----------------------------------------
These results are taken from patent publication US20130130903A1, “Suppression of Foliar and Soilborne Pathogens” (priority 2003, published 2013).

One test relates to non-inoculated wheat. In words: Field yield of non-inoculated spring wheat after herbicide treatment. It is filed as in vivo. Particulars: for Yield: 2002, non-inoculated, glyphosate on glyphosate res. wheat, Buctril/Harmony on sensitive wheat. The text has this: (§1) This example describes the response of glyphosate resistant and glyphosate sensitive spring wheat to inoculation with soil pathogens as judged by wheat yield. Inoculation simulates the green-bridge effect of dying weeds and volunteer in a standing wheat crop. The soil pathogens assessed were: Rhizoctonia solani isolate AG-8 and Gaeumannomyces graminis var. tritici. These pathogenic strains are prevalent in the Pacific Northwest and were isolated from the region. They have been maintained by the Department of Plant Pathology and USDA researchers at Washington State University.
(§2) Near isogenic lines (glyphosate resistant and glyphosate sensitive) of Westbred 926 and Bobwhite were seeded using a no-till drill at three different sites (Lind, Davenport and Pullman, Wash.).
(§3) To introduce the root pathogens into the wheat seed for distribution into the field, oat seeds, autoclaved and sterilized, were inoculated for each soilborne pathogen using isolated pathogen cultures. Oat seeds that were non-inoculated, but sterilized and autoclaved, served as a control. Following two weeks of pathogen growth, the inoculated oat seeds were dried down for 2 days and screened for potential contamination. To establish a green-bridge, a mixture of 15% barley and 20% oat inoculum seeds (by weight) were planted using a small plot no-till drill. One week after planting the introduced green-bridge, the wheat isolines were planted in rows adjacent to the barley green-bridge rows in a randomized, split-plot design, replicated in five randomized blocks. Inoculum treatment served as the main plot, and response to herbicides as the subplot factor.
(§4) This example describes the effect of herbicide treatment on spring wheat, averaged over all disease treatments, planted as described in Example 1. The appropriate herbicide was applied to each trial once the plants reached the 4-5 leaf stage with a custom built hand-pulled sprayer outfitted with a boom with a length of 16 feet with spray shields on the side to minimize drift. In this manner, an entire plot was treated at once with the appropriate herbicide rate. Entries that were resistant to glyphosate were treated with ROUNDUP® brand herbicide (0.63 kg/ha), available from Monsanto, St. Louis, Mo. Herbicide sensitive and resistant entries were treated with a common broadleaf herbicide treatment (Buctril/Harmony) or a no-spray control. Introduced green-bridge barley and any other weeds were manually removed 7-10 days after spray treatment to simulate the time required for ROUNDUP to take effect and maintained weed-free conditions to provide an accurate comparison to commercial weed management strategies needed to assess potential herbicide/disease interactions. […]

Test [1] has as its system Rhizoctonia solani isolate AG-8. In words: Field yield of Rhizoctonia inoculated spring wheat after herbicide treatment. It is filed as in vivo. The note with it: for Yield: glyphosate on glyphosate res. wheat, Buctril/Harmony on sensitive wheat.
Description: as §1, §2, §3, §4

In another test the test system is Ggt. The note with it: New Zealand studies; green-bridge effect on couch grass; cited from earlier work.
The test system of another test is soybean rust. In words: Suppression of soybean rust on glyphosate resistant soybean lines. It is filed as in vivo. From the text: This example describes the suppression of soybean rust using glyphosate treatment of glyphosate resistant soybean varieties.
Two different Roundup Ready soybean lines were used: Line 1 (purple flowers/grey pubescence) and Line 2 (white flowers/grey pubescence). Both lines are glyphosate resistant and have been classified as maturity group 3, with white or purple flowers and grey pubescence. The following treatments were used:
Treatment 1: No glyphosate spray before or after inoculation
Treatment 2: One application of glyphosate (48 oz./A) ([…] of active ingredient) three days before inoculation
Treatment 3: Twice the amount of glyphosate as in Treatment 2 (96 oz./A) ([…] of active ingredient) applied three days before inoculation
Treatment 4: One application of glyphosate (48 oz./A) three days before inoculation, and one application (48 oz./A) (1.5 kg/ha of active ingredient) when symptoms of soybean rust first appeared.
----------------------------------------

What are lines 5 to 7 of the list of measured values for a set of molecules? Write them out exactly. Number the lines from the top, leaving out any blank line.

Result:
(§4) This example describes the effect of herbicide treatment on spring wheat, averaged over all disease treatments, planted as described in Example 1. The appropriate herbicide was applied to each trial once the plants reached the 4-5 leaf stage with a custom built hand-pulled sprayer outfitted with a boom with a length of 16 feet with spray shields on the side to minimize drift. In this manner, an entire plot was treated at once with the appropriate herbicide rate. Entries that were resistant to glyphosate were treated with ROUNDUP® brand herbicide (0.63 kg/ha), available from Monsanto, St. Louis, Mo. Herbicide sensitive and resistant entries were treated with a common broadleaf herbicide treatment (Buctril/Harmony) or a no-spray control. Introduced green-bridge barley and any other weeds were manually removed 7-10 days after spray treatment to simulate the time required for ROUNDUP to take effect and maintained weed-free conditions to provide an accurate comparison to commercial weed management strategies needed to assess potential herbicide/disease interactions. […]

Test [1] has as its system Rhizoctonia solani isolate AG-8. In words: Field yield of Rhizoctonia inoculated spring wheat after herbicide treatment. It is filed as in vivo. The note with it: for Yield: glyphosate on glyphosate res. wheat, Buctril/Harmony on sensitive wheat.
Description: as §1, §2, §3, §4